Structured Inequality and Incarceration

2849 words 12 pages
Structured Inequality and Incarceration
Lori Young
Chamberlain College of Nursing

Abstract When it comes to arrest and incarceration, black men are overrepresented in comparison to Hispanics and whites. Over forty years ago the Civil Rights Act was implemented and racism still continues today due in part to a form of cultural imagery. This structured inequality is evident in the politics of government and all levels of the criminal justice system. The very system that is to be fair has been found to be racially disparate in the treatment of blacks. The causes and existence of this state has been researched for over the last twenty years as to it why does it exist, what are the consequences and how to correct it.

Structured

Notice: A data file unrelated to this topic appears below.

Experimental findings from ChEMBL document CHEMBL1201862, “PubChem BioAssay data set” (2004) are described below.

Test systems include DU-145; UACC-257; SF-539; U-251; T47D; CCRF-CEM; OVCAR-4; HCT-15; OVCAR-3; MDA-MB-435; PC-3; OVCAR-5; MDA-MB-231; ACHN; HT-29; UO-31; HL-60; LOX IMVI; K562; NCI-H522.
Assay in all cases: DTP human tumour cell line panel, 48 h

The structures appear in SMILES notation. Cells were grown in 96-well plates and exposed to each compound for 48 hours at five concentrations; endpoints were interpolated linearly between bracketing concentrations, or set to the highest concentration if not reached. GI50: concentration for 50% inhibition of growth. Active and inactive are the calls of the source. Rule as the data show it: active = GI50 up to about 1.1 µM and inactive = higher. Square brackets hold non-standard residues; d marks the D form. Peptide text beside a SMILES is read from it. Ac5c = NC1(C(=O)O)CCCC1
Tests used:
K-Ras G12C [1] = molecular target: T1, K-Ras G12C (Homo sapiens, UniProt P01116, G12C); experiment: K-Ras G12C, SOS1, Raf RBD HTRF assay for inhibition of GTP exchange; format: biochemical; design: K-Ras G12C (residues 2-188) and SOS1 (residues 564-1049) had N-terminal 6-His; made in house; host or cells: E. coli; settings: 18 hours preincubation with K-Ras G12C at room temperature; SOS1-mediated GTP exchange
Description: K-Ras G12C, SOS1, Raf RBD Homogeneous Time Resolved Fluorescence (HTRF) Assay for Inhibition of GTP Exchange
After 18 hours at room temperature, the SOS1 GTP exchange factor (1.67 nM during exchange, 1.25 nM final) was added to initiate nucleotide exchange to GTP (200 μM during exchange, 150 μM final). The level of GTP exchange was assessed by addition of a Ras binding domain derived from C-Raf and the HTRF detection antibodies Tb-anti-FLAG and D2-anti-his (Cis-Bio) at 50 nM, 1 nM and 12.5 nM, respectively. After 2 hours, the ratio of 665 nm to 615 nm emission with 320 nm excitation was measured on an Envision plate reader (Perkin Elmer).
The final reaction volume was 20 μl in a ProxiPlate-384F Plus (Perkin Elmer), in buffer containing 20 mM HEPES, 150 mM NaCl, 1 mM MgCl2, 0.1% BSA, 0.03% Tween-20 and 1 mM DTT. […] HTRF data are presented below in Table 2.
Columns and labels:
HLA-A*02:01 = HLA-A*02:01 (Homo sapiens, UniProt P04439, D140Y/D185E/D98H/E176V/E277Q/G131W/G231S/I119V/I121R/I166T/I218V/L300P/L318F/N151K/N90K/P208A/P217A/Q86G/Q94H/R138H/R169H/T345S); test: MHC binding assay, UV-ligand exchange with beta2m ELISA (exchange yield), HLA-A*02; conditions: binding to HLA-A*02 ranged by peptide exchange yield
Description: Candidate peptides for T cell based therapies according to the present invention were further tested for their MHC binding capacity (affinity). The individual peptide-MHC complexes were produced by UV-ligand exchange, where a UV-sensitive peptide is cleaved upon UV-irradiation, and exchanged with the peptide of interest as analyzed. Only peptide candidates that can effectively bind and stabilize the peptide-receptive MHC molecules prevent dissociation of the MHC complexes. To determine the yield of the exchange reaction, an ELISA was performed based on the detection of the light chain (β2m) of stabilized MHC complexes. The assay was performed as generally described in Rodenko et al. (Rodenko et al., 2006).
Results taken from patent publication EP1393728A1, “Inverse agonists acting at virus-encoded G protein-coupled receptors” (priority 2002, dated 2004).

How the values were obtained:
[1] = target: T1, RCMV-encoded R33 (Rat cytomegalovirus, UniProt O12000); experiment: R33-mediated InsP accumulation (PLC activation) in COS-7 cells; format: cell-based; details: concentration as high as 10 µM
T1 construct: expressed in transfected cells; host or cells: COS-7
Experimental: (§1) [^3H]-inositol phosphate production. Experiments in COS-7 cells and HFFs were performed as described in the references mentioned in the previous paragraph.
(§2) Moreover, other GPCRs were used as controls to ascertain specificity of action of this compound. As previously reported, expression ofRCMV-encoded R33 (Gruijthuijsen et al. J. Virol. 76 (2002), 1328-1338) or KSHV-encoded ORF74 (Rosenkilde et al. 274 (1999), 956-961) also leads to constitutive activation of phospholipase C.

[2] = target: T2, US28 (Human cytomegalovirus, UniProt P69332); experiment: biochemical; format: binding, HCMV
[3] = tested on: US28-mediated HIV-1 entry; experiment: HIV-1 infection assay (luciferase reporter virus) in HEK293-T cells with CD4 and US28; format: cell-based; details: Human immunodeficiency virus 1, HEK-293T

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An open air drug market is easier for police to see activity, than in suburbia or concentrated white areas, where drug dealing is done behind doors. Socioeconomic status, as in being black in an urban area, carries with it a lack of support services and resources which may make it difficult to avoid criminal activity such as drug possession and dealing (O'Hear, 2009). The 1980’s saw the advent of the “war on drugs” as promoted by the Reagan administration. The premise behind this was to arrest drug kingpins, and with harsh sentencing, inhibit or decrease the illegal drug trade in our country. This new harsher sentencing policy was directed toward the drugs crack cocaine and powder cocaine. The reality was that due to the minimum quantity required for arrest, only low level street dealers are usually arrested (Gotsch, 2011). These two forms of cocaine are chemically similar but the proponents of The Anti-Drug Abuse Acts of 1986 and 1989 succeeded in mandating some of the harshest penalties based on what drug was in possession. Crack cocaine possession had a higher penalty, as in five and ten year mandatory sentencing, at a higher threshold rate resulting in a 100 to 1 sentencing disparity (Gotsch, 2011). This translates into meaning a possession of five grams of crack cocaine would receive a mandatory minimum sentence of five years.

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